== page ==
Day 50: Bishop Pass: My Northern Terminus

20 May 2021
Middle Fork Kings River to Bishop Pass Trailhead
PCT Mile 833.5 to 831.0

I heard Ground Score and Berk leave before dawn this morning. They are eager to beat the sun and its menacing ability to turn a snowy sidewalk into a slushy morass. I wish them well.

I too was up early, ready to leave shortly after first light. The others were still sleeping. Good luck guys!

I didn’t know how I would feel today. But now I do.

I feel light as a feather.

It’s like the Eagles are lifting me off the slopes of Mount Doom.

(Okay, I promise no more Lord of the Rings references….)

I made easy work of the 3 downhill PCT miles I had to backtrack to get to the Bishop Pass Trail.

A lovely new day
A special glow on the granite

It was COLD on the way down, definitely below 32. I kept my water filter in my pocket to keep it from freezing. And the weather forecast called for temperatures to drop slightly during the day.

But all that was actually good news once I started the 3300 foot climb out of LeConte Canyon. I followed Dusy Branch up relentless switchbacks with gusto and hardly a drop of sweat.

I love the polished granite cascades!
Trickier than it looks — the logs were covered in ice!
Soooo many stairs!
I finally saw a sooty grouse! They make the “whump, whump, whump” sound we always hear in the Sierra
Dusy Branch bridge at 10,200 feet
Above the bridge
Reward for the climb

Both the view down to LeConte Canyon and the lakes and meadows of Dusy Basin were just as stunning as always. I took a brief break out of the wind at the first lake where we swam last summer and then pressed on.

Lake 10742
What a beauty!
I swam here last year (not today!)

It was so cold, the ground itself heaved with frost and trail streams became ice chutes.

Frost heaves
Maybe I should go around
That’s how I know it’s freezing!
First view of Bishop Pass (you know, where God is pointing)

Snow fields and complex terrain made it difficult to follow the trail, so I just walked up the crunchy white ravines. I didn’t even need my spikes — the snow gave just enough to let my Altras grip perfectly.

Hey, this is easy!
Lake 11280+
Yes, this is a lucky day
Looking back on one of my crunchy ravines
Upper Dusy Basin
Thunderbolt Pass in the distance
Yay!
Mount Agassiz

I was a little worried about the descent from Bishop Pass. Some PCT hikers who came through here and passed us yesterday called it “sketchy.” I guessed that the switchbacks still had some steep snowfields blocking some of the turns. So I avoided them and headed over to a glacial moraine to the east of them, which was covered in a moderate-angle snow chute. I donned my microspikes and started down.

Approach to the snow chute
Getting lower… and steeper!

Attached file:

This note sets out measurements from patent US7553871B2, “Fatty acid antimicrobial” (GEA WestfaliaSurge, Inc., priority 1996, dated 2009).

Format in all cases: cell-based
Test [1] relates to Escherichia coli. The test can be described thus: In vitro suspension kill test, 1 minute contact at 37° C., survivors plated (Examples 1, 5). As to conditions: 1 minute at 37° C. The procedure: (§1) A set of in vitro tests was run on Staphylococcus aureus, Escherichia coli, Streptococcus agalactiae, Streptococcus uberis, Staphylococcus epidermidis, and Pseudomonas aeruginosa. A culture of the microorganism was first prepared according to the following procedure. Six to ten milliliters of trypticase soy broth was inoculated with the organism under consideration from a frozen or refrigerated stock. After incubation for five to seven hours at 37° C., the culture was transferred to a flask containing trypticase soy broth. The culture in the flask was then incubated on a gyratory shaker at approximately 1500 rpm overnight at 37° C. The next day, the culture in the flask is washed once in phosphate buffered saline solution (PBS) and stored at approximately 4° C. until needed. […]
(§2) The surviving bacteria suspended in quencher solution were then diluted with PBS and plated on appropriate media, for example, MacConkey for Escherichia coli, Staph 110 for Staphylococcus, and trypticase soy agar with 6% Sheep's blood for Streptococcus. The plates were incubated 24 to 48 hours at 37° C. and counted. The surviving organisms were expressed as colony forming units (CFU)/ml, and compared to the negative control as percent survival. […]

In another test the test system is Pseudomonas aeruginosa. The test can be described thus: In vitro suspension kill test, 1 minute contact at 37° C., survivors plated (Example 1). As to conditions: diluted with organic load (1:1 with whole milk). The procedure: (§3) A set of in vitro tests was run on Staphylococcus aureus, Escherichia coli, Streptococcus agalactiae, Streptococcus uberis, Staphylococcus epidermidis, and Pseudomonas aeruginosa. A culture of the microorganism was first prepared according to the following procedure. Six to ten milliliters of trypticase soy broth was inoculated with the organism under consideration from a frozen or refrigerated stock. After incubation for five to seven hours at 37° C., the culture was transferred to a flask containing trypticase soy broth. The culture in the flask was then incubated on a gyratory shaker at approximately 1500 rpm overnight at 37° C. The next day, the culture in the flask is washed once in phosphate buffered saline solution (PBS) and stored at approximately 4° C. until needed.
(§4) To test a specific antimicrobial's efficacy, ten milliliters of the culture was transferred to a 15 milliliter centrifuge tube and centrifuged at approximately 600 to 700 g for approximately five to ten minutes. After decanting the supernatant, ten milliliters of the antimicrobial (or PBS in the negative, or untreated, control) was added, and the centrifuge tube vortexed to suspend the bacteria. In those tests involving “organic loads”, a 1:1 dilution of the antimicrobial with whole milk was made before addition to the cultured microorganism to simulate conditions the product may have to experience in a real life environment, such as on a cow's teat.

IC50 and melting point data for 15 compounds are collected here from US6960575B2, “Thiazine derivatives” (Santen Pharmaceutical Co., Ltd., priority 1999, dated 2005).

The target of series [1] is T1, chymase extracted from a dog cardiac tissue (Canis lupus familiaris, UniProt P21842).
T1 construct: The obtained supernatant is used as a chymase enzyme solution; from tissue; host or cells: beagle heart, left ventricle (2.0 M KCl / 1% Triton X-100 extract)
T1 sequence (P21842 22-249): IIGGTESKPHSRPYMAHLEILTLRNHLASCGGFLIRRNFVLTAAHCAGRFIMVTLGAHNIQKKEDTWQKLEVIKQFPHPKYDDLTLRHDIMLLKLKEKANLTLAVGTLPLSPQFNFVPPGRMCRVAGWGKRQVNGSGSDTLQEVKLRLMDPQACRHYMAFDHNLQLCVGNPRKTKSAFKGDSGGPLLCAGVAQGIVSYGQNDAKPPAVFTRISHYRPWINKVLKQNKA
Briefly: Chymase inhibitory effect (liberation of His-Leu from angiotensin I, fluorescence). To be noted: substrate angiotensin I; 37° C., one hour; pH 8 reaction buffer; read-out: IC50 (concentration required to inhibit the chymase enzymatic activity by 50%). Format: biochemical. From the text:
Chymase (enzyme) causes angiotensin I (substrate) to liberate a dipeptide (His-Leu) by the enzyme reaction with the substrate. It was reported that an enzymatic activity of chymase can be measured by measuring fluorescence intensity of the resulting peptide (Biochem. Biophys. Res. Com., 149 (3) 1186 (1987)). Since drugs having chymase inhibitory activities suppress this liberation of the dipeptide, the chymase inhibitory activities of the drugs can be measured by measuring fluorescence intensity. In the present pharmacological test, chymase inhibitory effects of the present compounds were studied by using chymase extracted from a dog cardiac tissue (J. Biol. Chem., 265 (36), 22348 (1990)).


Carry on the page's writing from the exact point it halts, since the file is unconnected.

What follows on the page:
The snow got too steep for me. I was using my broken trekking pole as a poor man’s ice axe, but it wasn’t enough. I decided I descended too far to the west, so I climbed back up and rock scrambled over to the next ravine to the east. It was much better! I had a 20 foot section I did VERY carefully, and then after that it was smooth sailing.

Looking up the snow chute
Looking down the snow chute towards Bishop Lake

I worried that the snow would run out and I would be stuck in monster-boulder hell. But fortuitously, the snow ran out right at the bottom of the switchbacks. Perfect!

What luck! Here’s the trail!
Tarn above Bishop Lake
Frozen water crossings
Bishop Lake

The rest of the day was a waltz past all the beautiful lakes of this stunning valley.

Lovely dry trail
View back towards Bishop Pass
Seasonal tarn
Saddlerock Lake
Mount Goode
Saddlerock Lake outlet
Timberline Tarns
Spearhead Lake
Long Lake
Mount Goode reflection shot!

I took a final break just past Long Lake, where I saw my very first day hiker. It’s good news I finally saw someone because I need a hitch to town!

My final peanut butter tortilla!
Bye John (see ya soon!)
South Lake (so low already!)
My terminus

I waited for about half an hour and then some nice people from Carlsbad who came to see the lake drove me to Bishop.

I’m back in the Hostel California for one more night, and then public transport home tomorrow!

It’s funny, I always imagined that I would be sad if I didn’t make it to Canada. But I’ve never been happier. I think I finally let go of the judgement I thought I would feel from others (and myself!) and instead I embraced fully the meaning of “hike your own hike.”

As I write this tears are streaming down my cheeks. What a wonderful life I have had the accident of living. And now I get to go home and see my friends, my wonderful parents, my beautiful sons, and my lovely wife.

Today’s Hike-U:

Journey’s End: Just the Beginning
We hike our own hike
Sometimes in fear of ourselves
And then we let go

29 Comments Add yours

  1. zozozoom says:

    A beautiful ending to an amazing adventure.

    Liked by 1 person

  2. LauriEsss says:

    Wooohoooo!! “Hike your own hike” words to live by. Congratulations on an amazing journey. Thank you for taking me along for the ride. So much to talk about, back at home💖